by Jorjet Harper

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Nov. 13, 1986, at Women & Children First Bookstore’s 1967 N. Halsted St. location, from left: Lucy Moynihan, Julie Parsons, Starla Sholl, and co-owners Ann Christophersen and Linda Bubon (with her son Max). Photo: Windy City Times/ Outlines archives.

Feminist bookstores have played an important part in the cultural life of lesbian communities around the country. Women who launched bookstores specifically catering to women were often motivated by feminist ideals as much as business goals, because feminism had changed their lives. This was just as true in Chicago as elsewhere.

In the 1970s, Kathleen Thompson opened Pride & Prejudice on North Halsted Street, and Nancy Nov. 13, 1986, at Women & Children First Bookstore's 1967 N. Halsted St. location, from left: Lucy Moynihan, Julie Parsons, Starla Sholl, and co-owners Ann Christophersen and Linda Bubon ( with her son Max ) . Photo: Windy City Times/Outlines archives.

Finke and Flora Faraci opened the Jane Addams Bookstore in the historic Fine Arts Building on South Michigan Avenue in the Loop. Both bookstores were focal points for the nascent Chicago women's community, but relatively short-lived. The bookstore that took root and became a true home for the lesbian-feminist imagination was Women & Children First.

Inspired by a feminist criticism group at the New-berry Library and prompted by the difficulties they had experienced during the 1970s in finding books by women authors in bookstores, Ann Christophersen and Linda Bubon decided to open their own. From its inception, the owners thought of the bookstore in political terms as a way to join with and support those in Chicago working to further the rights and well-being of women and children, and to contribute to the growing international feminist movement.

“The mission of Women & Children First was to provide books, periodicals, music and programming that reflected the lives, experiences, ideas and art of women in all our diversity and with all our commonality. It was also to nurture a love of reading in children of all ages by providing the best children's books available, with special attention to books with strong girl characters and all kinds of families, races and cultures,” says Christophersen.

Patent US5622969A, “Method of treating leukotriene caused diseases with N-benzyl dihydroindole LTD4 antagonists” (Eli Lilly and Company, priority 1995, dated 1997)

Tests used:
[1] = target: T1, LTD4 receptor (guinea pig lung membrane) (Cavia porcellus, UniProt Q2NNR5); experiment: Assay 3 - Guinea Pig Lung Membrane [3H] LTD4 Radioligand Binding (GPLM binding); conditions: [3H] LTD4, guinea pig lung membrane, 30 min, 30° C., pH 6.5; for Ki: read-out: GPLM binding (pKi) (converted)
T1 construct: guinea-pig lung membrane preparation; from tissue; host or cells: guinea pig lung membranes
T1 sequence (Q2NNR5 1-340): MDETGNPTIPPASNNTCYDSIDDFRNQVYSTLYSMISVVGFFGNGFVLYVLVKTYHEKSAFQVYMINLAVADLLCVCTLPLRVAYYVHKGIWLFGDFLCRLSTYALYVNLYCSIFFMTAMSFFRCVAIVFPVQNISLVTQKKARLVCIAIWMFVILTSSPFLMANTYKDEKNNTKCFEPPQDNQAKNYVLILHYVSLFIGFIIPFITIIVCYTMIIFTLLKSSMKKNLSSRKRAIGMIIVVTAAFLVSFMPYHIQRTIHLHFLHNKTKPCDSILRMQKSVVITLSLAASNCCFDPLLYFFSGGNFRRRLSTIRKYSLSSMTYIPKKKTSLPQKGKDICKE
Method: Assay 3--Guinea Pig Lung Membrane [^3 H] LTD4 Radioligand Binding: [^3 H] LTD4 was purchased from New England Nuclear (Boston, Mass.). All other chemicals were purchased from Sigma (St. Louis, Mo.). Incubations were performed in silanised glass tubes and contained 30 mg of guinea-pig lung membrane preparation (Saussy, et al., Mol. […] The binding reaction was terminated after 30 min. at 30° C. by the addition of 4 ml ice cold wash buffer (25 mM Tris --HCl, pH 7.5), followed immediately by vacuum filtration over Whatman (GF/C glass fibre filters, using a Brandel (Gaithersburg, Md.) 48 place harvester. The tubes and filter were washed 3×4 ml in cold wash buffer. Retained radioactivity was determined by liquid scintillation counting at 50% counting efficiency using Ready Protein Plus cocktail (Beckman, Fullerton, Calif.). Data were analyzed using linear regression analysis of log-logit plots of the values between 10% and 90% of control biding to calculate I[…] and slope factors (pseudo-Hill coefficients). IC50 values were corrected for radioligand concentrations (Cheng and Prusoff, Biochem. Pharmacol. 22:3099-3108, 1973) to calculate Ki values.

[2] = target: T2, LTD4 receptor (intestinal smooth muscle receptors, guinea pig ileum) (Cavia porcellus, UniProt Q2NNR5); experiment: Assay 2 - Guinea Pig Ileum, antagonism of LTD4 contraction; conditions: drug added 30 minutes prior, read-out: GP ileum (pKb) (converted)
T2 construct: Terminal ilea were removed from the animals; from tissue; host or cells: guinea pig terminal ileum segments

“It was like we were creating a library. We even built all the shelves ourselves,” recalls Bubon, “and I guess we didn't think that we would actually make money because we hadn't bought a cashbox, cash drawer or cash register. The night before we opened, it suddenly dawned on us that we didn't have anything to put cash in if anybody actually came in and bought a book.”

Women & Children First opened its doors on West Armitage Avenue in the DePaul neighborhood on Nov. 10, 1979, and quickly built a loyal clientele. At that time, one small shelf contained the store's entire lesbian section, almost all of it from small presses. Today a whole wall in the store is dedicated to LGBTQ books, approximately 80 percent of them published by major presses and university presses. In the early days, appearances by authors such as Mary Daly, Rita Mae Brown, Judy Grahn and Maya Angelou helped create the aura of excitement about the growing body of literature and feminist theory by women.

Five years after its founding, Women & Children First moved to a larger nearby location on North Halsted Street south of Armitage. In 1990 it moved to its present location on North Clark Street in Andersonville, becoming one of the first business anchors for the influx of that area's lesbian and gay residents.

Almost three decades after they started the venture, Christophersen and Bubon still co-own the bookstore. Their political activism through the years has always been a natural extension of their commitment to the community. Bubon and Christophersen were both on the city's first Advisory Council on Gay and Lesbian Issues, appointed by Mayor Harold Washington. Christophersen later became its president. She served for eight years on the board of the Crossroads Fund. She was a vice president of IMPACT, a board member of Gerber/Hart Library, and president of the American Booksellers Association. Bubon has served on the boards of the Independent Booksellers of the Chicago Area, the Andersonville Chamber of Commerce, and the Chicago Women's Health Center.


Women & Children First, Andersonville

Unabridged Books in Boys Town


Pride & Prejudice, Chicago, 1970s

Jane Addams Bookstore, Chicago, 1970s—80s

Stonewall Memorial Bookshop, in the

Knight Out bar, 2936 N. Clark St. Chicago, 1970s

People Like Us Books, Chicago

Left Bank Books, Oak Park

Pride Agenda, Oak Park

Platypus Books, Evanston

Prairie Moon Books, Suburban

Copyright 2008 by Jorjet Harper

From Out and Proud in Chicago: An Overview of the City's Gay Community, edited by Tracy Baim, Surrey Books, 2008.

Chicago Gay History
© COPYRIGHT 2023 Chicago Gay History
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